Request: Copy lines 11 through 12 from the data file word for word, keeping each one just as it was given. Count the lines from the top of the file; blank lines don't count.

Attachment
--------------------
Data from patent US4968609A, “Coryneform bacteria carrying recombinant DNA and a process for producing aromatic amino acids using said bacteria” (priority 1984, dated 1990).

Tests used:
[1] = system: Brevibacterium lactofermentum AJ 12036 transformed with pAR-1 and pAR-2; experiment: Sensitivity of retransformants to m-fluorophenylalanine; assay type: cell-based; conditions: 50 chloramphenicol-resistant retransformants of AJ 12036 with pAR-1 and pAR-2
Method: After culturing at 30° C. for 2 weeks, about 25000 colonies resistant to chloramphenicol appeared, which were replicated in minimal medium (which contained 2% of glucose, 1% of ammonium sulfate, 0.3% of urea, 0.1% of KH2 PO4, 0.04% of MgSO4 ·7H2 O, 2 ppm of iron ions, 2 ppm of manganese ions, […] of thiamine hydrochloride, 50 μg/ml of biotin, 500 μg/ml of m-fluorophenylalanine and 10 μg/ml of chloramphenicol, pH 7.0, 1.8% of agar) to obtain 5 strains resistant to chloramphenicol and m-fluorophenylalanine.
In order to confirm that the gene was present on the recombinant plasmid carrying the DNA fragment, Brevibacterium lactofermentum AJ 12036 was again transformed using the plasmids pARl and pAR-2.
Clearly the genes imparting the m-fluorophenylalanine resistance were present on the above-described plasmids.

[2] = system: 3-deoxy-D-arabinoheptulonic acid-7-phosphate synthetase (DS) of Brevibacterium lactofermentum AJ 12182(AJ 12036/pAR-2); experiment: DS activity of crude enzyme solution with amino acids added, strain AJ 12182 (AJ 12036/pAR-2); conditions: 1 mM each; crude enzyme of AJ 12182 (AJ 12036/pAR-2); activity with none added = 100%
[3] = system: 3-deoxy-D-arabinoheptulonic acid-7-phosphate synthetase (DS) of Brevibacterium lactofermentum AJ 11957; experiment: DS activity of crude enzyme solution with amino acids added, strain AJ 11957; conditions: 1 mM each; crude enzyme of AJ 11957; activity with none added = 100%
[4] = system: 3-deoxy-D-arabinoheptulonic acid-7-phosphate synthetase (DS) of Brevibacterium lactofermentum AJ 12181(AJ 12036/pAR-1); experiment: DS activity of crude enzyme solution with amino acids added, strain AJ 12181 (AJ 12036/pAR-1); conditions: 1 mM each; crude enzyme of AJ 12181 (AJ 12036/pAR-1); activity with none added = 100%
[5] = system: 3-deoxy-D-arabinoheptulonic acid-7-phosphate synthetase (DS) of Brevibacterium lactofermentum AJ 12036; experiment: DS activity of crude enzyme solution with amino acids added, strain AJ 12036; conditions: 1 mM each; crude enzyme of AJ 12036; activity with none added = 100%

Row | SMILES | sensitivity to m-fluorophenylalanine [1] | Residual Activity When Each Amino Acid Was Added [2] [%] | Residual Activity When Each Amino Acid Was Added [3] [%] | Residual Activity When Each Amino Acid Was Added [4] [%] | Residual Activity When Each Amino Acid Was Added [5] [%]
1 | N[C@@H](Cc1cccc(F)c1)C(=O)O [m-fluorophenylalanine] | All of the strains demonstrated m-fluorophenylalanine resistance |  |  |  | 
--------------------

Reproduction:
Row | SMILES | sensitivity to m-fluorophenylalanine [1] | Residual Activity When Each Amino Acid Was Added [2] [%] | Residual Activity When Each Amino Acid Was Added [3] [%] | Residual Activity When Each Amino Acid Was Added [4] [%] | Residual Activity When Each Amino Acid Was Added [5] [%]
1 | N[C@@H](Cc1cccc(F)c1)C(=O)O [m-fluorophenylalanine] | All of the strains demonstrated m-fluorophenylalanine resistance |  |  |  | 